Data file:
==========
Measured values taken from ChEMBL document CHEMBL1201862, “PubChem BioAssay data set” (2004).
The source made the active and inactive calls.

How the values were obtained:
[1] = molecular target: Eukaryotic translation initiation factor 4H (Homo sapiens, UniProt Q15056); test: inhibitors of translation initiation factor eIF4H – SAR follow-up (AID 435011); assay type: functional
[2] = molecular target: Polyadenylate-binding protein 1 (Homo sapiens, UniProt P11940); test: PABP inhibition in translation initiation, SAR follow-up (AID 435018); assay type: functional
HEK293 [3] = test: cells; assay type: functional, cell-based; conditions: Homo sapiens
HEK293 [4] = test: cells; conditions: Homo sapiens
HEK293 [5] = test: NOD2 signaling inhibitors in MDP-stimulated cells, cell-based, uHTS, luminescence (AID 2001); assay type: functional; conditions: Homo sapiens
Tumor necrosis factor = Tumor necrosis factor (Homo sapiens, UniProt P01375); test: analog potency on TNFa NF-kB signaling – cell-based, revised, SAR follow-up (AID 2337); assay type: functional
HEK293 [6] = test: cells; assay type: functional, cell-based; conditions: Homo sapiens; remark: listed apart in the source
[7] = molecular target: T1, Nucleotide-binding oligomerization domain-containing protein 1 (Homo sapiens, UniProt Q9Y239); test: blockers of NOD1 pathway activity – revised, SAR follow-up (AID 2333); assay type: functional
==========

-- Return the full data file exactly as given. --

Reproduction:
Measured values taken from ChEMBL document CHEMBL1201862, “PubChem BioAssay data set” (2004).
The source made the active and inactive calls.

How the values were obtained:
[1] = molecular target: Eukaryotic translation initiation factor 4H (Homo sapiens, UniProt Q15056); test: inhibitors of translation initiation factor eIF4H – SAR follow-up (AID 435011); assay type: functional
[2] = molecular target: Polyadenylate-binding protein 1 (Homo sapiens, UniProt P11940); test: PABP inhibition in translation initiation, SAR follow-up (AID 435018); assay type: functional
HEK293 [3] = test: cells; assay type: functional, cell-based; conditions: Homo sapiens
HEK293 [4] = test: cells; conditions: Homo sapiens
HEK293 [5] = test: NOD2 signaling inhibitors in MDP-stimulated cells, cell-based, uHTS, luminescence (AID 2001); assay type: functional; conditions: Homo sapiens
Tumor necrosis factor = Tumor necrosis factor (Homo sapiens, UniProt P01375); test: analog potency on TNFa NF-kB signaling – cell-based, revised, SAR follow-up (AID 2337); assay type: functional
HEK293 [6] = test: cells; assay type: functional, cell-based; conditions: Homo sapiens; remark: listed apart in the source
[7] = molecular target: T1, Nucleotide-binding oligomerization domain-containing protein 1 (Homo sapiens, UniProt Q9Y239); test: blockers of NOD1 pathway activity – revised, SAR follow-up (AID 2333); assay type: functional